Letter to Fair Organizers Cites Reports of Beatings, Risk of Injury and Infection
For Immediate Release:
November 5, 2014
David Perle 202-483-7382
Todd Mission, Texas – The elephant rides at the Texas Renaissance Festival have already faced a public outcry, as fair visitors took to Facebook to report seeing elephant handlers beating, jabbing, and pulling the elephants with a bullhook—a weapon that resembles a fireplace poker with a sharp hook on one end. This morning, PETA—whose motto reads, in part, that “animals are not ours to use for entertainment”—sent a letter calling on festival organizers to remove the rides from the fair’s lineup.
In its letter, PETA points out that in addition to being cruel to elephants, elephant rides place visitors at risk: On average, one person in the U.S. is killed by an elephant each year, and many more are injured. Also, active tuberculosis (TB) has been identified in more than 11 percent of the elephants in the U.S., and TB is highly transmissible from elephants to humans.
“The Texas Renaissance Festival may be celebrating a different era, but its selection of entertainment should reflect 21st century values,” says PETA Foundation Deputy General Counsel Delcianna Winders. “PETA is calling on the festival to protect elephants and fairgoers alike by dropping the elephant rides for good.”
For more information, please visit PETA.org.
PETA’s letter to Terre Albert, general manager of the Texas Renaissance Festival, follows.
November 5, 2014
Texas Renaissance Festival
Dear Mr. Albert:
I am writing on behalf of my client, PETA, to urge you to cancel the remaining scheduled elephant rides at the Texas Renaissance Festival. In support of the many would-be festivalgoers who are already urging you to cancel the rides via Facebook, I would like to offer the following information, in the hope that you will make the compassionate decision to remove the rides from your lineup.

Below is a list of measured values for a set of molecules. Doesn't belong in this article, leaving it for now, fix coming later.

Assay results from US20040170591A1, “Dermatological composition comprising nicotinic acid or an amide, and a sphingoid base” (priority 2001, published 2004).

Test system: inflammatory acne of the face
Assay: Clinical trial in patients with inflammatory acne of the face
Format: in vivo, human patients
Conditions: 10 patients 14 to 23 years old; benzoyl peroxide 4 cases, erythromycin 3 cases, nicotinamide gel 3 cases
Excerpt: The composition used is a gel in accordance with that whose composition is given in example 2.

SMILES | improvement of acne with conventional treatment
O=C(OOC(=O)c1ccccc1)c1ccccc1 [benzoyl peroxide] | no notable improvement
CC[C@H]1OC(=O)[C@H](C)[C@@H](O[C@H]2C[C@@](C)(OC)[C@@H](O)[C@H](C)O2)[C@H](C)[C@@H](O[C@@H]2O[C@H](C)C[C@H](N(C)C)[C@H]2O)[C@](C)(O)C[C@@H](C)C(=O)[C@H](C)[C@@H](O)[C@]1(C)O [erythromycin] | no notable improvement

Elephants used for rides are trained through domination, fear, and punishment with the use of bullhooks, sharp metal weapons that resemble fireplace pokers. Trainers use them to hook and stab the elephants’ sensitive skin, and festivalgoers are reportedly witnessing this abuse at your festival. Many trainers also use electric prods and rely on electric shocks to deliver painful jolts. Elephants quickly learn to associate bullhooks and electric prods with pain and, in attempts to avoid suffering, move away from the weapons. This is how trainers force elephants to plod in mundane circles for hours at a time with children on their backs. When not being forced to give rides, they are usually chained, barely able to move. In the wild, elephants walk up to 30 miles every day and have complex social networks. They experience the same loneliness and grief that humans do when they’re separated from their families and forced to live without these important relationships. There is absolutely no excuse for commandeering the lives of these beautiful, intelligent animals for the fleeting entertainment of festivalgoers.
In addition, the U.S. Department of Agriculture warns that “you always put yourself at risk when you go near an elephant, no matter how good the trainer/handler and elephant appear to be.” On average, one person in the U.S. is killed by an elephant each year, and many more are injured. Elephant rides also pose a health risk to festival attendees. Elephants carry the human strain of tuberculosis (TB) and can easily transmit it to humans. Nearly one in five elephants in the U.S. is TB positive, and as the Centers for Disease Control and Prevention has warned, this disease is highly transmissible from elephants to humans, even without contact.
The Texas Renaissance Festival may be celebrating a different era, but surely, your selection of entertainment can reflect 21st-century values. Your Facebook page lit up with concerned and disappointed patrons who report that they are witnessing abuse happening right now at the Texas Renaissance Festival, and as one would-have-been patron said, “I was planning on attending for the first time but not after this post. Pathetic.” It is not too late to make the right choice. Just last week, a Renaissance fair in Florida canceled scheduled elephant rides after deciding that they were an unnecessary risk to festivalgoers. May I please hear from you immediately that you have decided to cancel these rides?
Very truly yours,
Delcianna Winders, Esq.
Deputy General Counsel | Captive Animal Law Enforcement